Oil pump gear material
Oil pump gear material
One of the main things that interested me would be getting them made with high strength metal gears. The stock gears are sintered metal and are known to fail on high RPM builds. There is enough middle ground between what the stock pump can handle and the need or budget to go full dry sump that there is a market for high strength gears.
Here is an example of some that I currently sell. http://www.todaracingusa.com/catalog/pc/viewPrd.as...
I really thought these were made of chromoly but I might have been mistaken as I can't find anything about that now so perhaps it's another alloy.
When I thought they were made of chromoly I asked the company about having them make chromoly gears and they said it would wear the aluminum housing much faster. This seemed odd to me but it did get me wondering about what the best material would be and if there would be any other concerns like that. I don't really see how something like chromoly would cause it to wear faster but this level of metal engineering is well beyond me.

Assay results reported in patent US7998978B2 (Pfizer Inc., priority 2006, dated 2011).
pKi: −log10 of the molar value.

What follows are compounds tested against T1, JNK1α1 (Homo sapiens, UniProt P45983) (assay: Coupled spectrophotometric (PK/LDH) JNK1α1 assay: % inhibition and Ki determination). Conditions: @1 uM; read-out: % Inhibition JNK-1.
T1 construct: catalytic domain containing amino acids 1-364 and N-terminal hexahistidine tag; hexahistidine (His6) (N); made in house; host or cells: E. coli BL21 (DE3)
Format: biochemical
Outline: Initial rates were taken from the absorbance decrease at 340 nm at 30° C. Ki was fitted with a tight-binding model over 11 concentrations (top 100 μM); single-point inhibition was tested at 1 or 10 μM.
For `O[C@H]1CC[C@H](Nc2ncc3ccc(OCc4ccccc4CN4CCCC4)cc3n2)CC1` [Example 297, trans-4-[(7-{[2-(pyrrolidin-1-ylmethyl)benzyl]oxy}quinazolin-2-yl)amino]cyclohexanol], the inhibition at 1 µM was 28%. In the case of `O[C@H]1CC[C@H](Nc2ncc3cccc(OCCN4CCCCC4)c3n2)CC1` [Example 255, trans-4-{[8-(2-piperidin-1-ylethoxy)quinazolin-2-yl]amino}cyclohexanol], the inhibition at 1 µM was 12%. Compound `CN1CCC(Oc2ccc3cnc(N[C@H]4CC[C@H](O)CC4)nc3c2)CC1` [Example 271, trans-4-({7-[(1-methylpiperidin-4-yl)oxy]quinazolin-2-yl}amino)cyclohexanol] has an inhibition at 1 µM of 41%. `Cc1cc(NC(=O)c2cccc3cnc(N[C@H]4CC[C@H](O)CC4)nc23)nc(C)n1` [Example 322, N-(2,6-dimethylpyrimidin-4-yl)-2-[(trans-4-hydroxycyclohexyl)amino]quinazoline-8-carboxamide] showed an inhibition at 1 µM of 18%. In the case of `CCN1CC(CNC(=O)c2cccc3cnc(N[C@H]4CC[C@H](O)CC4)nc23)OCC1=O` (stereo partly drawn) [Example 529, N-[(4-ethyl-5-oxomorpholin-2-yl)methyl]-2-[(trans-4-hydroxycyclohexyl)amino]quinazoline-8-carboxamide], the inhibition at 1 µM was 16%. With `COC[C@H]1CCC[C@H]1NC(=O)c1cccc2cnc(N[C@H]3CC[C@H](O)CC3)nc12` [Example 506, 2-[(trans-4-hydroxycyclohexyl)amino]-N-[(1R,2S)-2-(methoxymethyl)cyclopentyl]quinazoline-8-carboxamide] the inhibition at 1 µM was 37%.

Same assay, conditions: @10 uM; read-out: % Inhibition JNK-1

Does anyone have any thoughts on what desireable alloys might be and if there would be any concerns of using these other alloys?
If anyone is curious about the failures or has any input on that I would be very interested to hear that as well.
At extended high RPMs they have been known to break. I don't know if this is due to force, wear, or harmonics or possibly some combination.
As the gears get older they definitely get some pitting in them and in the high RPM motors this pitting is more severe. Some of this may be due to the sintered metal not being held together very well but I suspect that it at least partially has to do with cavitation though I have heard that the high strength aftermarket gears don't really get this or at least not as significantly. Unfortunately I haven't gotten to inspect used ones yet. At some point I would like to do a little research to test pressure at the inlet of the pump as well as play with some porting to see if it's possible to reduce pressure drop on the inlet side. If there is significant pressure drop this would definitely contribute to more cavitation.
I have also wondered about the interface between the gear and the crank. This is not a terribly tight fit and I have wondered if it could actually clatter a little bit. I have wondered if something like a very thin delrin or similar sleeve could prevent this from happening but then I have wondered if it's better that the gear has a little room to float and if attaching it to the crank more rigidly could cause problems.